Last Friday, just in time for the 50th anniversary of the 1967 Detroit rebellion, Quicken Loans installed this poster in downtown Detroit. Quicken promptly took it down after justified rage exploded social media. Then, at 11pm last Sunday night, Gilbert posted his “apology.” He didn’t address race at all. He sound-bited “diversity” and “inclusion” over and over again. He said that their campaign was just “dumb.” Putting up this piece of propaganda, a poster of frolicking white folks in a city with an 83% black population, is far more than just dumb. It's 21st century racism.

Detroit is a city that has closed and defunded schools. Predatory. In the process of manufacturing a bankruptcy, elites raised rates on water and then shut it off to anyone who gets behind on their bills. Then, they cut pensions of long-time city workers. Predatory. Meanwhile, banks targeted black residents for sub-prime mortgages. Predatory. Then, after the federal government made available hundreds of millions of dollars to help these folks stay in their homes, the city of Detroit transferred that “mortgage aid” money towards “blight removal”—millions of dollars taken out of the hands of poor black people and given to contractors and developers. Predatory. Meanwhile, these elites gave hundreds of millions of tax dollars towards the construction of sports stadiums. Gilbert fully participated in all of this. It is a "comeback" manufactured for a few.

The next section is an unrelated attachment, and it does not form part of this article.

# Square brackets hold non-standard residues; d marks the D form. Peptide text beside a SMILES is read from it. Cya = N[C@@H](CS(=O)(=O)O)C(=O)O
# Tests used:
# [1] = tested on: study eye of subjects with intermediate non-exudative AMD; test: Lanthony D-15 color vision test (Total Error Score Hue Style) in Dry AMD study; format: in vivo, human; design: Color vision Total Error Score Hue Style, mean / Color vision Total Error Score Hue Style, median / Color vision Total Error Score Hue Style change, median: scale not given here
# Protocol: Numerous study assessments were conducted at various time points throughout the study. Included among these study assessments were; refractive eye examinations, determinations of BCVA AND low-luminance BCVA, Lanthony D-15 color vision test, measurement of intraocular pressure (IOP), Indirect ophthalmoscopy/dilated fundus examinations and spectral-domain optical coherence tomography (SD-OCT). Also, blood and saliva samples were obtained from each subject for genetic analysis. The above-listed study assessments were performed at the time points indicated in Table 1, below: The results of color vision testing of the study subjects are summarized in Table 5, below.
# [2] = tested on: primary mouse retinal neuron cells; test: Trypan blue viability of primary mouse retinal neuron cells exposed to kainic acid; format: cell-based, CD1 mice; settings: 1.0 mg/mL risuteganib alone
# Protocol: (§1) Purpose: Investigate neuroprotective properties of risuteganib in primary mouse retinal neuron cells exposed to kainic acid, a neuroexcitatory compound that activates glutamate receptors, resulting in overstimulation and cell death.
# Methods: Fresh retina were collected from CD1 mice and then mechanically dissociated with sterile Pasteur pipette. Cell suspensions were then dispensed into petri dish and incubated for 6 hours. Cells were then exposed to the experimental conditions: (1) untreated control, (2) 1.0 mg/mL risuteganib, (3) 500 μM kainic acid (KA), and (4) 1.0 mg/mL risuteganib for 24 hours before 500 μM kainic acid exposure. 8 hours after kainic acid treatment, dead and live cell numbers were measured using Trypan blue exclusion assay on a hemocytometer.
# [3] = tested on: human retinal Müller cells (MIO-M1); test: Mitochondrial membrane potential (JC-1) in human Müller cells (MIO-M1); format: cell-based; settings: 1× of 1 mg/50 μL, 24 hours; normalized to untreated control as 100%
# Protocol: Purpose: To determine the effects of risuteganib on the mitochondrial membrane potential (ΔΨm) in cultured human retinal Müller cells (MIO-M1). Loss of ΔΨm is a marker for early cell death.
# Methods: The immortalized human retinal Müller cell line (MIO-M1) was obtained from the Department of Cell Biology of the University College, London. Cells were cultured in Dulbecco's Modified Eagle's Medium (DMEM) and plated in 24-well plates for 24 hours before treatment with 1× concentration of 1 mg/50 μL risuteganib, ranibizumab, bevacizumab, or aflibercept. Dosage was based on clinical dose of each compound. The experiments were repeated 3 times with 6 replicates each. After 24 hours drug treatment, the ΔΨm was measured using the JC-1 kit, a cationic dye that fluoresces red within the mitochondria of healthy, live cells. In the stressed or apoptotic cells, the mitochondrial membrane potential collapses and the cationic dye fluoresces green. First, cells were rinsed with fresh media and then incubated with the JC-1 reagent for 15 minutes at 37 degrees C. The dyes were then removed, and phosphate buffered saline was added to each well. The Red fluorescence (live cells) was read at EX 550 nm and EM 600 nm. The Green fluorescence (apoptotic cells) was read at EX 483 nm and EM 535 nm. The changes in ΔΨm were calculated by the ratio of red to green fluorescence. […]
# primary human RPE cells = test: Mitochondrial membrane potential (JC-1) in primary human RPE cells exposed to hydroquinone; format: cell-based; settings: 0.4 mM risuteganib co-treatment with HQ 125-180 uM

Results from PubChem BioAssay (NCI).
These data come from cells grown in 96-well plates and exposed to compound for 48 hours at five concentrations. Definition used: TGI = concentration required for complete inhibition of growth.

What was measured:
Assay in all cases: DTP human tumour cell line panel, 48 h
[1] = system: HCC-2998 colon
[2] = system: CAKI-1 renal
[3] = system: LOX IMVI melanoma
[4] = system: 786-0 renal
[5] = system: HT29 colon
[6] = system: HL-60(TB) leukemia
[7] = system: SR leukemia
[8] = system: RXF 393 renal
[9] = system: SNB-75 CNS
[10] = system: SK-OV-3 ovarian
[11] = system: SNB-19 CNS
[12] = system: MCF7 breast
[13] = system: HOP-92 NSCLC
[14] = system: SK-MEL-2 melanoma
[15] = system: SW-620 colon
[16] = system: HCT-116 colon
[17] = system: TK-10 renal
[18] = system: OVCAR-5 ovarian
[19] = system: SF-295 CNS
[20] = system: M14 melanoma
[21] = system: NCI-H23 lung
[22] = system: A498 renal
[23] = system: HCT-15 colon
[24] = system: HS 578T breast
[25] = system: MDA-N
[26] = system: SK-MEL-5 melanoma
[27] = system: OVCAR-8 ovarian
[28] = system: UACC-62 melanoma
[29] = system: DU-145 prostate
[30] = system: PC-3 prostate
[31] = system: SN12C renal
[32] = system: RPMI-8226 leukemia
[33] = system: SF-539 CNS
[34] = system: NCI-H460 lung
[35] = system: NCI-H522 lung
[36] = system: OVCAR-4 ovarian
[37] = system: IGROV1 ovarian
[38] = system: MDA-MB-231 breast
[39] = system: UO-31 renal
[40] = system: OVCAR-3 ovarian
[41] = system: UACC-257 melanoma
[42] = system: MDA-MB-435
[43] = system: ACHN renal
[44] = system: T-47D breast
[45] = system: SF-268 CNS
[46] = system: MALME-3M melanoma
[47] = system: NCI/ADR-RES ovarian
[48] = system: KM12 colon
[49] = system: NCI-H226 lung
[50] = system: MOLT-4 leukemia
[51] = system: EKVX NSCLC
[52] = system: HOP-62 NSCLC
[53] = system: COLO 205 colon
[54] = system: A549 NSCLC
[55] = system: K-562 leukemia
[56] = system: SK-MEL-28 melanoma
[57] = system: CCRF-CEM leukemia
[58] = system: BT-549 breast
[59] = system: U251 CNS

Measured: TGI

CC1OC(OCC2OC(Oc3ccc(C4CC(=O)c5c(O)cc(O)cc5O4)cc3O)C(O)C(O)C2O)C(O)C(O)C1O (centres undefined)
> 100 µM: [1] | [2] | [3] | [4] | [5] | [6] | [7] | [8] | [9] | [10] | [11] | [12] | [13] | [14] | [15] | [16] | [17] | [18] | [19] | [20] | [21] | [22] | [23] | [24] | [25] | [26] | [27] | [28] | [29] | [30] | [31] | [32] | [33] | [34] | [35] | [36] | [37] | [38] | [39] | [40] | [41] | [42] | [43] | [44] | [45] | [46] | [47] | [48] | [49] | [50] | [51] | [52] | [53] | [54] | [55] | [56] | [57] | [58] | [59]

White people out here talk consistently about Gilbert’s “love for Detroit.” His love for the city, though, is exclusive. His “Detroit” is 7.2 square miles of downtown and the Cass Corridor. It is all the buildings he bought and refurbished (displacing long time residents in the process). It is the mostly white, upwardly mobile professionals moving into the city. The real Detroit is 139 square miles. It is 83% black. Gilbert is not only doing nothing to help real Detroiters. He’s making life even more unbearable while building a legacy for himself. Dan Gilbert is shaping Detroit into his own image. That’s not love. It is even worse than “color blindness.” It is predatory. It is white supremacy.

Our friend Jyarland Daniels (right) started up Harriet Speaks, an organization that partners with schools, businesses, faith communities and governments to help them communicate and develop strategies that increase equity and inclusion. She suggested that maybe folks ought to drive up into all-white suburban Birmingham and put up a big poster full of black people that says "See Birmingham Like We Do." Then: host a "community conversation" to talk about how people respond to that kind of messaging. Great point.

In The New Jim Crow (2010) Michelle Alexander wrote, “Seeing race is not the problem. Refusing to care for the people we see is the problem.” When we white folks proudly say that we “don’t see color” we are simply admitting that we don’t see the oppressive forces weighing down non-white people in American society. Those of us taking our cues from redemptive Love are called to bear witness to this predatory devastation and dehumanization. It was not just happening “back then.” It’s happening Right Now too.